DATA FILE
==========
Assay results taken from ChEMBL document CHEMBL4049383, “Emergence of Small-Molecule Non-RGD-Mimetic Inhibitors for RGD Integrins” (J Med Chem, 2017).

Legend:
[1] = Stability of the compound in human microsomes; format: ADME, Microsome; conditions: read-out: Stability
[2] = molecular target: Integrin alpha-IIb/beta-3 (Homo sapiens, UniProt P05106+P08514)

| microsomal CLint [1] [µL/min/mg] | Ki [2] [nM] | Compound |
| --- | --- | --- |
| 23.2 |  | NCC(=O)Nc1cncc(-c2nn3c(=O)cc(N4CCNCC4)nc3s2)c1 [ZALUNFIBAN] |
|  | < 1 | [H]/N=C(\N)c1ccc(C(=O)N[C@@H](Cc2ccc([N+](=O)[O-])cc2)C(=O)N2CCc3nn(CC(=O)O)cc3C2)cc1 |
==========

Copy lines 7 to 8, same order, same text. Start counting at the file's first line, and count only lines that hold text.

| 23.2 |  | NCC(=O)Nc1cncc(-c2nn3c(=O)cc(N4CCNCC4)nc3s2)c1 [ZALUNFIBAN] |
|  | < 1 | [H]/N=C(\N)c1ccc(C(=O)N[C@@H](Cc2ccc([N+](=O)[O-])cc2)C(=O)N2CCc3nn(CC(=O)O)cc3C2)cc1 |